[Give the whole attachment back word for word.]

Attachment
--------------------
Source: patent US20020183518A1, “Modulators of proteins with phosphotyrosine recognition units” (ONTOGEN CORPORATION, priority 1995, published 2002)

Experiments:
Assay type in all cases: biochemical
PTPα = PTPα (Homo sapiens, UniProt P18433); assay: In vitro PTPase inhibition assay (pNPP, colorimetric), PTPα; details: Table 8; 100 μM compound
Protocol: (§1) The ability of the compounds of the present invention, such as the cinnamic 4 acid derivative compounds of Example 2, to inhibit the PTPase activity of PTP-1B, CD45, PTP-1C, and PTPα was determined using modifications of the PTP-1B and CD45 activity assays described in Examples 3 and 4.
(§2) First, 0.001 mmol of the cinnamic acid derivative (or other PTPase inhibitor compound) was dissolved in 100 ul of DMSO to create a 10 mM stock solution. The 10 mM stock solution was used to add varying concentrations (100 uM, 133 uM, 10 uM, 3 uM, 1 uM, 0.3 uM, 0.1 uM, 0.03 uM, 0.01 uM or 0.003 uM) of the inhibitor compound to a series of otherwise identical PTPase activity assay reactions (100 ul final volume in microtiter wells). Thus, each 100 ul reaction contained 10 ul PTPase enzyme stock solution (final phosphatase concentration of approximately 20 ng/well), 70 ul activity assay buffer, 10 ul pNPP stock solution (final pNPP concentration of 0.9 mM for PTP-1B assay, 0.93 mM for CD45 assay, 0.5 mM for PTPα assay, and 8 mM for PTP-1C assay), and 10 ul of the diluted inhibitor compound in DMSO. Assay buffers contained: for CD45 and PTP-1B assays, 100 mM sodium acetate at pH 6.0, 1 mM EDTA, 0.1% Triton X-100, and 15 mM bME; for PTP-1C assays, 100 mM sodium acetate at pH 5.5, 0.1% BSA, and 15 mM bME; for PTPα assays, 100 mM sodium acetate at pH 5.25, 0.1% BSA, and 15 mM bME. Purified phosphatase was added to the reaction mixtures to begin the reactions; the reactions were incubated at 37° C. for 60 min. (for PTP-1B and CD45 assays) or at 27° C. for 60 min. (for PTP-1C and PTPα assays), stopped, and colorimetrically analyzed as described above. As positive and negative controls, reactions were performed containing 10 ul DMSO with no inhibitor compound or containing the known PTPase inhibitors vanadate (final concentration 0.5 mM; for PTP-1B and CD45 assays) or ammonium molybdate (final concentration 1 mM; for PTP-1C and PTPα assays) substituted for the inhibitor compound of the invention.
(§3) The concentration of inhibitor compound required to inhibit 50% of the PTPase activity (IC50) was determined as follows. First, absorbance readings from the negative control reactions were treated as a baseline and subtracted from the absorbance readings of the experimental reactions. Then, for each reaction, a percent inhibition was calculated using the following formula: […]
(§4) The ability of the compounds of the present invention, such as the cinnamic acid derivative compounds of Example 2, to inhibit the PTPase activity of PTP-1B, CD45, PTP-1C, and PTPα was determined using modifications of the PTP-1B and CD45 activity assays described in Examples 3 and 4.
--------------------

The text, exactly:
Source: patent US20020183518A1, “Modulators of proteins with phosphotyrosine recognition units” (ONTOGEN CORPORATION, priority 1995, published 2002)

Experiments:
Assay type in all cases: biochemical
PTPα = PTPα (Homo sapiens, UniProt P18433); assay: In vitro PTPase inhibition assay (pNPP, colorimetric), PTPα; details: Table 8; 100 μM compound
Protocol: (§1) The ability of the compounds of the present invention, such as the cinnamic 4 acid derivative compounds of Example 2, to inhibit the PTPase activity of PTP-1B, CD45, PTP-1C, and PTPα was determined using modifications of the PTP-1B and CD45 activity assays described in Examples 3 and 4.
(§2) First, 0.001 mmol of the cinnamic acid derivative (or other PTPase inhibitor compound) was dissolved in 100 ul of DMSO to create a 10 mM stock solution. The 10 mM stock solution was used to add varying concentrations (100 uM, 133 uM, 10 uM, 3 uM, 1 uM, 0.3 uM, 0.1 uM, 0.03 uM, 0.01 uM or 0.003 uM) of the inhibitor compound to a series of otherwise identical PTPase activity assay reactions (100 ul final volume in microtiter wells). Thus, each 100 ul reaction contained 10 ul PTPase enzyme stock solution (final phosphatase concentration of approximately 20 ng/well), 70 ul activity assay buffer, 10 ul pNPP stock solution (final pNPP concentration of 0.9 mM for PTP-1B assay, 0.93 mM for CD45 assay, 0.5 mM for PTPα assay, and 8 mM for PTP-1C assay), and 10 ul of the diluted inhibitor compound in DMSO. Assay buffers contained: for CD45 and PTP-1B assays, 100 mM sodium acetate at pH 6.0, 1 mM EDTA, 0.1% Triton X-100, and 15 mM bME; for PTP-1C assays, 100 mM sodium acetate at pH 5.5, 0.1% BSA, and 15 mM bME; for PTPα assays, 100 mM sodium acetate at pH 5.25, 0.1% BSA, and 15 mM bME. Purified phosphatase was added to the reaction mixtures to begin the reactions; the reactions were incubated at 37° C. for 60 min. (for PTP-1B and CD45 assays) or at 27° C. for 60 min. (for PTP-1C and PTPα assays), stopped, and colorimetrically analyzed as described above. As positive and negative controls, reactions were performed containing 10 ul DMSO with no inhibitor compound or containing the known PTPase inhibitors vanadate (final concentration 0.5 mM; for PTP-1B and CD45 assays) or ammonium molybdate (final concentration 1 mM; for PTP-1C and PTPα assays) substituted for the inhibitor compound of the invention.
(§3) The concentration of inhibitor compound required to inhibit 50% of the PTPase activity (IC50) was determined as follows. First, absorbance readings from the negative control reactions were treated as a baseline and subtracted from the absorbance readings of the experimental reactions. Then, for each reaction, a percent inhibition was calculated using the following formula: […]
(§4) The ability of the compounds of the present invention, such as the cinnamic acid derivative compounds of Example 2, to inhibit the PTPase activity of PTP-1B, CD45, PTP-1C, and PTPα was determined using modifications of the PTP-1B and CD45 activity assays described in Examples 3 and 4.